ADF attorneys, allied attorney file federal complaint against state medical licensing authorities
Editor’s note. The following was provided by the ADF–Alliance Defending Freedom.
BURLINGTON, Vt. – Alliance Defending Freedom attorneys filed suit in federal court Tuesday against officials in the Vermont Board of Medical Practice and the Office of Professional Regulation on behalf of health care professionals who wish to abide by their oath to “do no harm.” The state agencies are construing Vermont’s assisted suicide law as requiring them, regardless of their conscience or oath, to counsel patients on doctor-prescribed death as an option.
According to the agency, only physicians must refer patients to others who will counsel for assisted suicide; however, all of the health care professionals filing suit contend it is unethical for them to counsel for, refer for, or in any other way participate in suicide at the hands of medical personnel.
“The government shouldn’t be telling health care professionals that they must violate their medical ethics in order to practice medicine,” said ADF Senior Counsel Steven H. Aden. “These doctors and other health care workers deeply believe that suffering patients need understanding and sound medical treatment, not encouragement to kill themselves. The state has no authority to order them to act contrary to that sincere and time-honored conviction.”
Although Act 39, Vermont’s assisted suicide bill, passed with limited protections for healthcare providers, state medical licensing authorities have construed a separate, existing mandate to counsel and refer for “all options” for palliative care to include the option of assisted suicide. The Vermont Department of Health adopted this expansive reading.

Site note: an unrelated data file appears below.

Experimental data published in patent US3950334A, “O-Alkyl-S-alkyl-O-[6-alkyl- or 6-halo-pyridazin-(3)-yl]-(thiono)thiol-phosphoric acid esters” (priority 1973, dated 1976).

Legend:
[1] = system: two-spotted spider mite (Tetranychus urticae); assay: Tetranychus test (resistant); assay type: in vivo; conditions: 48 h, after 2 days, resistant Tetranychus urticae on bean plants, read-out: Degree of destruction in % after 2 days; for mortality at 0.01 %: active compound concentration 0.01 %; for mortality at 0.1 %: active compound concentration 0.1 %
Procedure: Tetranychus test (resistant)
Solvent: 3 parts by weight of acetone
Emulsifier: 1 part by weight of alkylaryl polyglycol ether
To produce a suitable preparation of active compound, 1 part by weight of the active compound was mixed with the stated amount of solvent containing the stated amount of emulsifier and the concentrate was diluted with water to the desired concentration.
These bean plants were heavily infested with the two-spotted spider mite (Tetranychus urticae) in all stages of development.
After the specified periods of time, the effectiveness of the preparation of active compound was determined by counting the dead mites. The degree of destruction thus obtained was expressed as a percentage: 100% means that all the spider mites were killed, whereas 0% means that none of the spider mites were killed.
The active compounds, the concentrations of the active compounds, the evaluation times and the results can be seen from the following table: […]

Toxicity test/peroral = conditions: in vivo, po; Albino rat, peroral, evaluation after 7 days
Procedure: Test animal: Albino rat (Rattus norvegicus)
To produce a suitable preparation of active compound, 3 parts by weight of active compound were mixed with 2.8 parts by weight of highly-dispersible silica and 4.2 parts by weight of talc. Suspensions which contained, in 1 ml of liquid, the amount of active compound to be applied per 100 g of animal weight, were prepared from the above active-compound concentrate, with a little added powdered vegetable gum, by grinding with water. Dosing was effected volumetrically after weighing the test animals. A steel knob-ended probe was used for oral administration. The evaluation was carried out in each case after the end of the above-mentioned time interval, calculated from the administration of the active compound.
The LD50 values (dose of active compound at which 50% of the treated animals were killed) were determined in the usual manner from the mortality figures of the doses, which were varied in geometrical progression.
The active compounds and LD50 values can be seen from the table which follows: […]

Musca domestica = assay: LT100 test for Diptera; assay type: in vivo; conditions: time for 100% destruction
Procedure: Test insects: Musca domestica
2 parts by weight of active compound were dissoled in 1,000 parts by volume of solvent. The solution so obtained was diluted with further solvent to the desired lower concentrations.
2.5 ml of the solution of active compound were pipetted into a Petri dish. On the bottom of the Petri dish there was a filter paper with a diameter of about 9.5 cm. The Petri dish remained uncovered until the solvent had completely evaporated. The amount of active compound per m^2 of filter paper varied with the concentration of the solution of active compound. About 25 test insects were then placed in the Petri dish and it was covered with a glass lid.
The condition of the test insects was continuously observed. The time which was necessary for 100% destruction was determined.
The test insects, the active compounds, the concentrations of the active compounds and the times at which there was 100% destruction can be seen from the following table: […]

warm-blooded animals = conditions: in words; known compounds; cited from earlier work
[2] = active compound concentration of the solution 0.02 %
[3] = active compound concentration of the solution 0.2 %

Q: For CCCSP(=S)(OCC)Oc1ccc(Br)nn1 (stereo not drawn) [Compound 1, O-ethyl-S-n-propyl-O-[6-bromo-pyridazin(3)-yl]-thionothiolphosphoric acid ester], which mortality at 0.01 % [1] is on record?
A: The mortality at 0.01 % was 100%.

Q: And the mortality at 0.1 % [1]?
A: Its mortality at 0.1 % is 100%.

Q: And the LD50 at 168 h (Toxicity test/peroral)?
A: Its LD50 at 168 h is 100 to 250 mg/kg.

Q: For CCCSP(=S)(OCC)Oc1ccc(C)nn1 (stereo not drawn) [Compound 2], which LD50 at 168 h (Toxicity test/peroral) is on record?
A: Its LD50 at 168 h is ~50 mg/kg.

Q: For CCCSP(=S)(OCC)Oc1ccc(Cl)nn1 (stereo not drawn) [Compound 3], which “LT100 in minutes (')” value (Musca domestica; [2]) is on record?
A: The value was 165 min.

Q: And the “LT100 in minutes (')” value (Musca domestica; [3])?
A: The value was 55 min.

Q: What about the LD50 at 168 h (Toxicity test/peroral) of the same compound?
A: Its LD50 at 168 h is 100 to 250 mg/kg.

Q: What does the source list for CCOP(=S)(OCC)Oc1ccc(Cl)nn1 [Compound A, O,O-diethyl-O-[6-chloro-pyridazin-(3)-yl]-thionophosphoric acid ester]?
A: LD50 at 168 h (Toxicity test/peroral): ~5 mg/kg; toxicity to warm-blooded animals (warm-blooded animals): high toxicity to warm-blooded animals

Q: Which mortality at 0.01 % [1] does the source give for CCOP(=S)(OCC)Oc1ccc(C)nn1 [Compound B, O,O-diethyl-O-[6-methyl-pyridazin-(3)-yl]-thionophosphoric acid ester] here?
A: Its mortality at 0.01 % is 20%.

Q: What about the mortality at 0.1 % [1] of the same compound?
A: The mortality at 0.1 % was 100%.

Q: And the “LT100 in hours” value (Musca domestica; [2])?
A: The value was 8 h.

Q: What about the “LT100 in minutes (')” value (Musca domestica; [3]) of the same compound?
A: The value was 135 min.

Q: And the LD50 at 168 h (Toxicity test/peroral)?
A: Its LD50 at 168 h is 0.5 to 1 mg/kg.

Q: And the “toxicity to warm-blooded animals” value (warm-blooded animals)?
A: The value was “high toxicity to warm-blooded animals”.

The department’s FAQ [Frequently Asked Questions] page on Act 39 says the following:
“Do doctors have to tell patients about this option? Under Act 39 and the Patient’s Bill of Rights, a patient has the right to be informed of all options for care and treatment in order to make a fully-informed choice. If a doctor is unwilling to inform a patient, he or she must make a referral or otherwise arrange for the patient to receive all relevant information.”
Echoing this position, Cindy Bruzzese, executive director of the Vermont Ethics Network, which the state has given authority to speak about the standard of care in Vermont, stated in a 2013 presentation on Act 39 that physicians have a duty to inform patients of the availability of assisted suicide.
“This is nothing but the redefinition of ‘palliative care’ to mean providing assisted suicide, an intolerable position for Plaintiffs and other conscientious physicians and healthcare professionals,” the complaint filed in Vermont Alliance for Ethical Healthcare v. Hoserstates.
“Plaintiffs, state and national associations of conscientious healthcare professionals whose personal and professional ethics oppose the practice of assisted suicide, bring this action on behalf of their members against the operation of Act 39 to force them to counsel and/or refer for the practice.”
Michael Tierney, one of more than 3,000 private attorneys allied with ADF, is co-counsel in the case, which was filed in the U.S. District Court for the District of Vermont.